People who own any property that might conceivably be attractive to politicians for their investment ventures are on notice that the government ultimately believes the property to be its own. Recall that the RhodeMap RI plan included maps that made no distinction between public and private property — simply putting down the planners’ vision with the assumption that the government would end up owning anything they chose.
One misconception that the government is conveniently promoting is that the value of the property is its assessment… by the government. The value of a property is the point at which the seller’s desire to give up the property meets the buyer’s desire to own it. If a particular piece of land is critical to a government project, the fact that the owner is negotiating with “the people” does not change this dynamic.
To the extent that eminent domain is sparingly reasonable, it’s to prevent abuse around real necessities. A person who owns the last acre of land to complete an important roadway, for example, would have unreasonable leverage. A baseball stadium simply doesn’t reach that level.
Wickford Junction still has few riders, so RIDOT wants to give tickets away for free, costing taxpayers thousands and undercutting private businesses that benefit from commuters.
Tim White raises an important point that seems to have been avoiding discussion related to the PawSox deal:
If approved, there will be another cost associated with building a new stadium in downtown Pawtucket to host the PawSox: tearing down McCoy Stadium.
The city of Pawtucket owns the land that 75-year-old McCoy is on, and officials have indicated there are no plans to keep the ballpark if the PawSox leave, whether by moving across town to the proposed Apex site or out of state.
The options on table range from likely to certain to require more government money and debt. Rebuilding the high school on the spot will mean a big bond and a state taxpayer fund match and still leave the city with a plot of land to repurpose or dispose of. A private buyer would probably negotiate and receive subsidies for some part of the property redevelopment. Or just leaving it alone will mean a tax-free chunk of land in the city.
Whatever the final ask for the new stadium is, don’t forget that the project isn’t done with taxpayers, yet.
Even the best argument for government involvement in a new PawSox stadium reasons backwards; why is it government’s role at all to ensure that we have entertainment and will absorb the risk for private investments?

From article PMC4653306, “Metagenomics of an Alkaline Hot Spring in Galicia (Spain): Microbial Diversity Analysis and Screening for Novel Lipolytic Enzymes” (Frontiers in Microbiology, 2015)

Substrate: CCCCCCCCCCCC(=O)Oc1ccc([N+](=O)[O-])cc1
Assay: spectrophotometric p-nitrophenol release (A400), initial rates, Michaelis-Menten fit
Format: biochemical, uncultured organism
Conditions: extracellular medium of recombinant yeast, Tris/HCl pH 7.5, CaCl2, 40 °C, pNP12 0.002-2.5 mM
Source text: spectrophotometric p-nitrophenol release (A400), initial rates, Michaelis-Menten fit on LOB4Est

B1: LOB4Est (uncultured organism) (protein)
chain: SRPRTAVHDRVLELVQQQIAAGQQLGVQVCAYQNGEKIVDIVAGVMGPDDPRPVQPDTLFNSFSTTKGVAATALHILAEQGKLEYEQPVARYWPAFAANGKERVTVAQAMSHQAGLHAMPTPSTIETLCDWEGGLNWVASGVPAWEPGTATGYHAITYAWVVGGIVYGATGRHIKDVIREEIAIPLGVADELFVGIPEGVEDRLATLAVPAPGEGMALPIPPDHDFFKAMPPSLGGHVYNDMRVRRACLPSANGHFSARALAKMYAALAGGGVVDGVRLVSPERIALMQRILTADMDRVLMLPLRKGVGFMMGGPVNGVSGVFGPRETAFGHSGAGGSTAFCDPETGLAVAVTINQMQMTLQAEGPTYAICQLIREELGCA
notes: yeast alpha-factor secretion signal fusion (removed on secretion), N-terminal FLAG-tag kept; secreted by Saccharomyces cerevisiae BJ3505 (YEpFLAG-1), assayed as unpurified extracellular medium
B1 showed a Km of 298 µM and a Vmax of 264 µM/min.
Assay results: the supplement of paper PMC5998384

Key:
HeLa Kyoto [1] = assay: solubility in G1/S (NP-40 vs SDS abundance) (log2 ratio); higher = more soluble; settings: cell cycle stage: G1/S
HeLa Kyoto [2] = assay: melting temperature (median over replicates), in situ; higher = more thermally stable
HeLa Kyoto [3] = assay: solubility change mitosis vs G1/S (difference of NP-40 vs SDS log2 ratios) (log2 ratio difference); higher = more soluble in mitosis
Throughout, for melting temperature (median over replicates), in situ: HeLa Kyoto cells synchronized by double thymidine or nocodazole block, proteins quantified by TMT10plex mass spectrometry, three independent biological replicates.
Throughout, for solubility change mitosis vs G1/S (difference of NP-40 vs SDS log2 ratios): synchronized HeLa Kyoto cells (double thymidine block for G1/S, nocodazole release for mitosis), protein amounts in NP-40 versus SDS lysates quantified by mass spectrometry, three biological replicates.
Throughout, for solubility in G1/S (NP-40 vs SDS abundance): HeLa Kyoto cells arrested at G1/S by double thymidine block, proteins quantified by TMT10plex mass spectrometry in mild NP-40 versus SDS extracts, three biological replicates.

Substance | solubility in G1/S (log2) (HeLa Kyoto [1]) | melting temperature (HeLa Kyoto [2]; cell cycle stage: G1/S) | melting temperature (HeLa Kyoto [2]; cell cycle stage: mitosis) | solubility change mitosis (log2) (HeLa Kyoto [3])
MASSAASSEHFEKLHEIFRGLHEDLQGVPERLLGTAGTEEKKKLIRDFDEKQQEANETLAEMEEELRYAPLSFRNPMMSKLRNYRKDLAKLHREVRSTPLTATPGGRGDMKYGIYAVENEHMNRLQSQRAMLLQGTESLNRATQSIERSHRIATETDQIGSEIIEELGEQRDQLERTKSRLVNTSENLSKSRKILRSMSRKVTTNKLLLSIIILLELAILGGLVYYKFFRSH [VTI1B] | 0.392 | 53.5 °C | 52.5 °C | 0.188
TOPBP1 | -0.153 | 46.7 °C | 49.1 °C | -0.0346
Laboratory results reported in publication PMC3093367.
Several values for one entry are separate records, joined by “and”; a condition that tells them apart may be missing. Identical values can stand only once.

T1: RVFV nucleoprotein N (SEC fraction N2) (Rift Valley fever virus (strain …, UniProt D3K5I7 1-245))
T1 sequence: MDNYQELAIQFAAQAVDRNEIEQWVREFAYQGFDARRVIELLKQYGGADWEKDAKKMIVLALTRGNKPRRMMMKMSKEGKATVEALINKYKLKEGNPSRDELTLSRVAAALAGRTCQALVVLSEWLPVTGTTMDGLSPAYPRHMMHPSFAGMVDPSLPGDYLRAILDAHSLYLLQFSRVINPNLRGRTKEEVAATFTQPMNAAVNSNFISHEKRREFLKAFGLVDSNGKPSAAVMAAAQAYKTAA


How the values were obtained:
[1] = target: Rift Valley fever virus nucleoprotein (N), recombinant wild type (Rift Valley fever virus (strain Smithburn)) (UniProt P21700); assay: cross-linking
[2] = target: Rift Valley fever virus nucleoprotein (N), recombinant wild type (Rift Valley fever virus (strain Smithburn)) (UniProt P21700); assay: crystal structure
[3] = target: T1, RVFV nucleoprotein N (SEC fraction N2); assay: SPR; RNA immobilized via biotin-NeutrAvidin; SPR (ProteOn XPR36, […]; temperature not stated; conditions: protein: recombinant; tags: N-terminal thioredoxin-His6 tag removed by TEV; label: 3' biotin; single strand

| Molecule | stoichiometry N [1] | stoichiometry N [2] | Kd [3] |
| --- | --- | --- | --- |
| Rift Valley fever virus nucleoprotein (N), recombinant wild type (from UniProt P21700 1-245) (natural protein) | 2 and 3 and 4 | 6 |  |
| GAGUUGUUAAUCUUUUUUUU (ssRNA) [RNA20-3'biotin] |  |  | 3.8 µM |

GoLocal is reporting that Blue Cross Blue Shield of Rhode Island plans to move a good chunk of its Providence workforce to East Providence:
Despite making promises to the City of Providence in 2007 to centralize its work force in its gleaming $125 million tower, Blue Cross Blue Shield of RI confirmed late Tuesday that it will be moving more than 125 jobs out of Providence to East Providence.
The Blue Cross Tower is assessed at $46 million, but only pays a portion of its tax obligation because of a generous twenty-year tax stabilization.
Average residents tend to get caught up in rhetoric and lose sight of basic realities like incentives. Although individual workers and executives do take morality and personal fulfillment into consideration, private businesses ultimately exist to make money (whether for profit or non-profit). If they don’t do that, they don’t get to do what it is they do. Likewise, politicians’ have to gather votes and political support, otherwise they lose both their livelihoods and ability to accomplish what they want.
So, when a particular arrangement is no longer optimal for a business, given other opportunities, it will walk away from deals. And when a politician comes into office who didn’t make a particular deal and is building a different base of support, the dynamic changes from that direction.
Public policy should therefore build beneficial incentives and then let people work out their deals in a free market. From cutting deals for office buildings to reshaping an entire population for the benefit of a sugar-daddy industries (through, for example, “free tuition”), it is utter folly to accept central planners’ promises that the people can make out in the long run.
For my weekly call-in on John DePetro’s WADK 1540 AM show, the topics were my column on the “free tuition” plan, Raimondo’s free branding help from the Providence Journal, and more on the PawSox scheme.
Click full post link for audio.
I’ll be on again Tuesday, April 18, at 2:00 p.m.
(Note: Graphic parody of the Providence Journal‘s free promotional work for Governor Raimondo.)
Obviously, there are some differences between a city-funded facility for a double-A minor league baseball team and a state-funded stadium for a triple-A team, but Joseph De Avila’s Wall Street Journal article on the Hartford Yard Goats caught my attention yesterday because it illustrates some of the perils:
Hartford, a city of about 124,000 residents that is facing a fiscal crisis and a high poverty rate, is on the hook for $68.6 million in bonds issued to cover most of the construction of Dunkin’ Donuts Park.
Mayor Luke Bronin, a Democrat who opposed the stadium but is now reluctantly dealing with it, said the ballpark alone will never generate enough money to pay back the debt. The original idea was that surrounding development will generate funds to pay off the loans and bring in additional tax revenue for the city.